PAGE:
Wednesday, December 5, 2012

Que Sarin, Sarin

Sarin is in the news, or should I say Syrian sarin is in the news. Odd how only that event struck my interest and how quickly I can see its insidious nature.

Sarin blocks an important enzyme which hydrolyzes esters. When I look at its structure, I see the makings of a transition-state analog for the hydrolysis of a carboxylic acid ester:

For non-chemists, let me try and explain what I'm seeing without dumbing it down.

An enzyme catalyzes a simple displacement reaction:

A—B   +  C   --->    A—C  +  B

Think of a couple divorcing or swapping partners. A begins bonded to B but winds up bonded to C and B is freed from bondage to A.  A is the central player--always bound to at least one other. Now there is a crucial moment (not shown but implicit in the reaction arrow, -->) when A simultaneously binds to both B and C; it's the unstable moment before A fully lets go of B to fully clutch C. It's an ephemeral moment or "state," requiring A to partially bind one more atom than it's used to doing: B--A--C has an awkward, fleeting existence. Because A ultimately binds C more strongly than B, A will momentarily contort "uphill" to ultimately wind up more stable with C.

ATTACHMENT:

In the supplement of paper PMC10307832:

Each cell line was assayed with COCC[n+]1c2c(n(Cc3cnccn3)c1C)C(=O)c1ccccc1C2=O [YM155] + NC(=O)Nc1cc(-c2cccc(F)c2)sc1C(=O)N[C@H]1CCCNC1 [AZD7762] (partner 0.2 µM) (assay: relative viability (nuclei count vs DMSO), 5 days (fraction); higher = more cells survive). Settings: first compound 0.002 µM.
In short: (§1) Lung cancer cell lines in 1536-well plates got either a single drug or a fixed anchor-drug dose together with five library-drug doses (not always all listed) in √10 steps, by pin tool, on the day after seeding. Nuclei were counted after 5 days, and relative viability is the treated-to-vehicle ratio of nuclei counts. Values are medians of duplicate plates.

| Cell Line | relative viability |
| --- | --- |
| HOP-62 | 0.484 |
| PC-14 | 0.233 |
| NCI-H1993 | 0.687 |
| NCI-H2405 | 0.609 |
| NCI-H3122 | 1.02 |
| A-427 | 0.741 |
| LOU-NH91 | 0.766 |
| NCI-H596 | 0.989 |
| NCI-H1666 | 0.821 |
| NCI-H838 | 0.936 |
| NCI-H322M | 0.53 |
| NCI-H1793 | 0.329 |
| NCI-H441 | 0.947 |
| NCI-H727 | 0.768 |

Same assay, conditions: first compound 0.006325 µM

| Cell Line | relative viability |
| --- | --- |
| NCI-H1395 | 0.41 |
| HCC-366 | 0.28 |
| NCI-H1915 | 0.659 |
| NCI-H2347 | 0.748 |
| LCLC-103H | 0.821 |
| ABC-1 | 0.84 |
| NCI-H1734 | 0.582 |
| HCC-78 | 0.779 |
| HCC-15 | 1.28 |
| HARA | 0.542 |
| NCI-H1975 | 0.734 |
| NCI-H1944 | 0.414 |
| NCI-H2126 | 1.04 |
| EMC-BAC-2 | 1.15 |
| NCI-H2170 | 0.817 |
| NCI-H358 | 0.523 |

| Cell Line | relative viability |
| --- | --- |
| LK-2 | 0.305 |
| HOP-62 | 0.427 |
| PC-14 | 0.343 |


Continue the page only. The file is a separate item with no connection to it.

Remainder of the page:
The enzyme's job (or more generically, the catalyst's job) is to stabilize the awkwardness of the transition state: B--A--C. In the divorcing or partner swapping analogy, the social milieu, (acceptance, enablement) will facilitate the transition. In the absence of a catalyst, the displacement would face a much higher barrier.

Back to sarin.  The sarin molecule closely resembles the transition state for the normal enzymatic process. Sarin looks just like hypothetical "B--A--C" transition state.  Sarin goes into the enzyme and monkey wrenches the whole process: A—B never gets a chance to react with C because sarin comes in and blocks the whole transaction. And Sarin sticks like glue to the enzyme.  Life processes end.


  1. I shuddered as I read this.

    But at least by comparison this makes the fiscal cliff seem like nothing to worry about.

  2. I'm glad that I'm not in Syria.

  3. Sarin keeps the FBI sleepless many nights. That was their bigger fear right after 9/11, much bigger than anthrax. We all remember the subway in Japan.